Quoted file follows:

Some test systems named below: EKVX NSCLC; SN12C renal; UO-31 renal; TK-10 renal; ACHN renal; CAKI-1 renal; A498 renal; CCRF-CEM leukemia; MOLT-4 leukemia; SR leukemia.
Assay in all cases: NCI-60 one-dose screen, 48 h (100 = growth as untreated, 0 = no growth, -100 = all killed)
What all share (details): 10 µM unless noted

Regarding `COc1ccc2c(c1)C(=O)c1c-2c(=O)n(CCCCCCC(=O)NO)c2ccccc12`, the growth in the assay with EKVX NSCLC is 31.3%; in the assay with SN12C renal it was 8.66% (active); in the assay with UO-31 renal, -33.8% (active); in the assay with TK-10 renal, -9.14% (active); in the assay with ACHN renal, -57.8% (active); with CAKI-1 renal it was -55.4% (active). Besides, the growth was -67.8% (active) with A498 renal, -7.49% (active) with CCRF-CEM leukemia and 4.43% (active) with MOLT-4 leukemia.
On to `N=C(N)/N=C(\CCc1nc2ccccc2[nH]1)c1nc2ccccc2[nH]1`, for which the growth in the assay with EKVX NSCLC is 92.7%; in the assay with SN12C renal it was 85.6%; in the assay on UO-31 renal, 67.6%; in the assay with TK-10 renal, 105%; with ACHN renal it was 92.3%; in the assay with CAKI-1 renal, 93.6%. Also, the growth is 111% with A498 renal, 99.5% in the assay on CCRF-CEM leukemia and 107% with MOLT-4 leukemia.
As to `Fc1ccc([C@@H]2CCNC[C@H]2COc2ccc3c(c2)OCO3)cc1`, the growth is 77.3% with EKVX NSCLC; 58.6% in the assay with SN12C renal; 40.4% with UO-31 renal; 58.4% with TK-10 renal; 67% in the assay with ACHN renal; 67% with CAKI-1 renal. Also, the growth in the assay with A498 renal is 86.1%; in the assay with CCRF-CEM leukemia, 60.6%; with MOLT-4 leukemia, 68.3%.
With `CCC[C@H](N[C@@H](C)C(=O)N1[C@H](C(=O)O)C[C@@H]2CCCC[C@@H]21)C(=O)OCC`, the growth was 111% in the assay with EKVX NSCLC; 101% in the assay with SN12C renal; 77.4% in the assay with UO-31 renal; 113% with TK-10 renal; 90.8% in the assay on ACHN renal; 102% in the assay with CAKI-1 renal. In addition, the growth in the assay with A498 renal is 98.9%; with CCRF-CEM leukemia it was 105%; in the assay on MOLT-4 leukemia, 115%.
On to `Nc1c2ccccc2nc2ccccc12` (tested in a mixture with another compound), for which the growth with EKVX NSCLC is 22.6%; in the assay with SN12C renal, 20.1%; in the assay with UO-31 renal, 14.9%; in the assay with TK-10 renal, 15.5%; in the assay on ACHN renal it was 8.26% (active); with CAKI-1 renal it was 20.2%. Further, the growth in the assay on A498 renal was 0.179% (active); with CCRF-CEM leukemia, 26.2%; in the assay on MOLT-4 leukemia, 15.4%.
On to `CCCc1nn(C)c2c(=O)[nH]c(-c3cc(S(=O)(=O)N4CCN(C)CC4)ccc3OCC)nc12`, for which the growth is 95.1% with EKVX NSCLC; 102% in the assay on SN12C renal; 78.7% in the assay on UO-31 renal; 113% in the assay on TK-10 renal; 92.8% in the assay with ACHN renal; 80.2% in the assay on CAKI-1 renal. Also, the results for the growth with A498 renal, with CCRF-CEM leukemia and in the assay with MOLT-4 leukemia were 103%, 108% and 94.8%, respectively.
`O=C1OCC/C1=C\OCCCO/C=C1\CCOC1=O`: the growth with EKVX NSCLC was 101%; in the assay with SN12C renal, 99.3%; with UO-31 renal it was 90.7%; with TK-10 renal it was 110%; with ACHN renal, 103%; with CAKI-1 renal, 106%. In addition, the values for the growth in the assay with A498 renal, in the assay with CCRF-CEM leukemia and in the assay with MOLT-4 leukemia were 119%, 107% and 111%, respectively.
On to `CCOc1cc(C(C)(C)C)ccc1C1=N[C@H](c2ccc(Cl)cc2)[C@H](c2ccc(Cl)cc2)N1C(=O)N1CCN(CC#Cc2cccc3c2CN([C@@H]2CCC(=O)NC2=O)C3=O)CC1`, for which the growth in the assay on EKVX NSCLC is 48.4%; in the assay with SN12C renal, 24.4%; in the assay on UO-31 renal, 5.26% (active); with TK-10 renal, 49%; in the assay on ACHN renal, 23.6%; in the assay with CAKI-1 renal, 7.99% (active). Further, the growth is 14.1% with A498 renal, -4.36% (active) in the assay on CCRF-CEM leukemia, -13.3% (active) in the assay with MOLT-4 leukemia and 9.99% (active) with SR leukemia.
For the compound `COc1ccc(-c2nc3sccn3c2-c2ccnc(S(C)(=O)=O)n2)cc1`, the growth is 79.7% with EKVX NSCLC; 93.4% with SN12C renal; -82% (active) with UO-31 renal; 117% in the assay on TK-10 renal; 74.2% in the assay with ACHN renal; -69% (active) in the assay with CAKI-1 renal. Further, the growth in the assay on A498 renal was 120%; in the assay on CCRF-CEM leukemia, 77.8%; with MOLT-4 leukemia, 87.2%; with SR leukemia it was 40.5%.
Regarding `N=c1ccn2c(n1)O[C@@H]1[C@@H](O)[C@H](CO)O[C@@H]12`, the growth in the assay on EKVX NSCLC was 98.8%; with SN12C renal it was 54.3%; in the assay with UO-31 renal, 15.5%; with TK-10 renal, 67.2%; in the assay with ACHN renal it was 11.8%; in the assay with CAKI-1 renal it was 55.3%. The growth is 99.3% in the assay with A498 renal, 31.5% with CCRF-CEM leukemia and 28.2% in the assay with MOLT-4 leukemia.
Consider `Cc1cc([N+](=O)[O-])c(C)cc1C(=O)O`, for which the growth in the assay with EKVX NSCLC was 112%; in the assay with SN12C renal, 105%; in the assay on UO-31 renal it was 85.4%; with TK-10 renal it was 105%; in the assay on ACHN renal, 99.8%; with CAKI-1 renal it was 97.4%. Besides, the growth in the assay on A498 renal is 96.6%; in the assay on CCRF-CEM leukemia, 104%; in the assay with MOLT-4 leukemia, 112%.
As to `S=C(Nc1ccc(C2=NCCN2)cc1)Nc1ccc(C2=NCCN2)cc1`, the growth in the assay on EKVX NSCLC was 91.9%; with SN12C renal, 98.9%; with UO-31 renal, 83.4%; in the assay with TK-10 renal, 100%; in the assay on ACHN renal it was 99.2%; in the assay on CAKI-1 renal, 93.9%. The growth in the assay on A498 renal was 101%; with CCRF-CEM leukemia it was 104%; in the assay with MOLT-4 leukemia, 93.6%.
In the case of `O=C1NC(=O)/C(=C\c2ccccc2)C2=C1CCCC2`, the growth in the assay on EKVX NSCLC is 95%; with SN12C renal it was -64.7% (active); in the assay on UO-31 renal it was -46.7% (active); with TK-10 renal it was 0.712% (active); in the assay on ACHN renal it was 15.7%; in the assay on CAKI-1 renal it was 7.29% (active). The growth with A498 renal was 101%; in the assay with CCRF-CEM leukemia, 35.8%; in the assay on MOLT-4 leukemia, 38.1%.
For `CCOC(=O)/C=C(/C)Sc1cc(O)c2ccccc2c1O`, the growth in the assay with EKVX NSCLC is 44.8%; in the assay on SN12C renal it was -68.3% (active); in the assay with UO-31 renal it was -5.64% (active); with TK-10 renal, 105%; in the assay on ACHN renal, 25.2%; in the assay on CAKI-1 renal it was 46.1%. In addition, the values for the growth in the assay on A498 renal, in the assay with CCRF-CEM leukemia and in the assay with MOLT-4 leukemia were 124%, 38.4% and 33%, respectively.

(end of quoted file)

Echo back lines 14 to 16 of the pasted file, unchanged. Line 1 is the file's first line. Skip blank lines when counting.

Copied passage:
Consider `Cc1cc([N+](=O)[O-])c(C)cc1C(=O)O`, for which the growth in the assay with EKVX NSCLC was 112%; in the assay with SN12C renal, 105%; in the assay on UO-31 renal it was 85.4%; with TK-10 renal it was 105%; in the assay on ACHN renal, 99.8%; with CAKI-1 renal it was 97.4%. Besides, the growth in the assay on A498 renal is 96.6%; in the assay on CCRF-CEM leukemia, 104%; in the assay with MOLT-4 leukemia, 112%.
As to `S=C(Nc1ccc(C2=NCCN2)cc1)Nc1ccc(C2=NCCN2)cc1`, the growth in the assay on EKVX NSCLC was 91.9%; with SN12C renal, 98.9%; with UO-31 renal, 83.4%; in the assay with TK-10 renal, 100%; in the assay on ACHN renal it was 99.2%; in the assay on CAKI-1 renal, 93.9%. The growth in the assay on A498 renal was 101%; with CCRF-CEM leukemia it was 104%; in the assay with MOLT-4 leukemia, 93.6%.
In the case of `O=C1NC(=O)/C(=C\c2ccccc2)C2=C1CCCC2`, the growth in the assay on EKVX NSCLC is 95%; with SN12C renal it was -64.7% (active); in the assay on UO-31 renal it was -46.7% (active); with TK-10 renal it was 0.712% (active); in the assay on ACHN renal it was 15.7%; in the assay on CAKI-1 renal it was 7.29% (active). The growth with A498 renal was 101%; in the assay with CCRF-CEM leukemia, 35.8%; in the assay on MOLT-4 leukemia, 38.1%.